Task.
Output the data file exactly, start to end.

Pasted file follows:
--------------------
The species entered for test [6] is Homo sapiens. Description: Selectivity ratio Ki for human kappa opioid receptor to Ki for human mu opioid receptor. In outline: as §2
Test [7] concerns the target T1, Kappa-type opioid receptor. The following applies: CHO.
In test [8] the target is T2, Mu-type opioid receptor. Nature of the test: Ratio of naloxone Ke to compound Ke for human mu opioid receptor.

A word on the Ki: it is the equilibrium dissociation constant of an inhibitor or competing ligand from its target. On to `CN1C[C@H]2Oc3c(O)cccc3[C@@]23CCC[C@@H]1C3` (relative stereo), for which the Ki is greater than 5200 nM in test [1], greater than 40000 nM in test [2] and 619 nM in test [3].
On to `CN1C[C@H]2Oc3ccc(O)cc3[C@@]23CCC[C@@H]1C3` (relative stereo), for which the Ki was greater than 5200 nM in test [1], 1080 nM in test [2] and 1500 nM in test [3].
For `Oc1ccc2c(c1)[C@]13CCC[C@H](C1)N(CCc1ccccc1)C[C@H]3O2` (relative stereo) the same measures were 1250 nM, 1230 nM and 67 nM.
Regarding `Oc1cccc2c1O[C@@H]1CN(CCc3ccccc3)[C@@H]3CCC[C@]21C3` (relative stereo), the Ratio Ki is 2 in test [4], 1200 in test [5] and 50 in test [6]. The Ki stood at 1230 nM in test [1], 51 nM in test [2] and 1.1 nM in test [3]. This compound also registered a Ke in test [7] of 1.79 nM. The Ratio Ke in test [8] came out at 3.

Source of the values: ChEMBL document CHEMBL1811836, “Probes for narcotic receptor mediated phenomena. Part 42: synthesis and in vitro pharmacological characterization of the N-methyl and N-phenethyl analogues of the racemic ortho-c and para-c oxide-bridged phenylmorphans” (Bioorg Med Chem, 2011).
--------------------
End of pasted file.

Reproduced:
The species entered for test [6] is Homo sapiens. Description: Selectivity ratio Ki for human kappa opioid receptor to Ki for human mu opioid receptor. In outline: as §2
Test [7] concerns the target T1, Kappa-type opioid receptor. The following applies: CHO.
In test [8] the target is T2, Mu-type opioid receptor. Nature of the test: Ratio of naloxone Ke to compound Ke for human mu opioid receptor.

A word on the Ki: it is the equilibrium dissociation constant of an inhibitor or competing ligand from its target. On to `CN1C[C@H]2Oc3c(O)cccc3[C@@]23CCC[C@@H]1C3` (relative stereo), for which the Ki is greater than 5200 nM in test [1], greater than 40000 nM in test [2] and 619 nM in test [3].
On to `CN1C[C@H]2Oc3ccc(O)cc3[C@@]23CCC[C@@H]1C3` (relative stereo), for which the Ki was greater than 5200 nM in test [1], 1080 nM in test [2] and 1500 nM in test [3].
For `Oc1ccc2c(c1)[C@]13CCC[C@H](C1)N(CCc1ccccc1)C[C@H]3O2` (relative stereo) the same measures were 1250 nM, 1230 nM and 67 nM.
Regarding `Oc1cccc2c1O[C@@H]1CN(CCc3ccccc3)[C@@H]3CCC[C@]21C3` (relative stereo), the Ratio Ki is 2 in test [4], 1200 in test [5] and 50 in test [6]. The Ki stood at 1230 nM in test [1], 51 nM in test [2] and 1.1 nM in test [3]. This compound also registered a Ke in test [7] of 1.79 nM. The Ratio Ke in test [8] came out at 3.

Source of the values: ChEMBL document CHEMBL1811836, “Probes for narcotic receptor mediated phenomena. Part 42: synthesis and in vitro pharmacological characterization of the N-methyl and N-phenethyl analogues of the racemic ortho-c and para-c oxide-bridged phenylmorphans” (Bioorg Med Chem, 2011).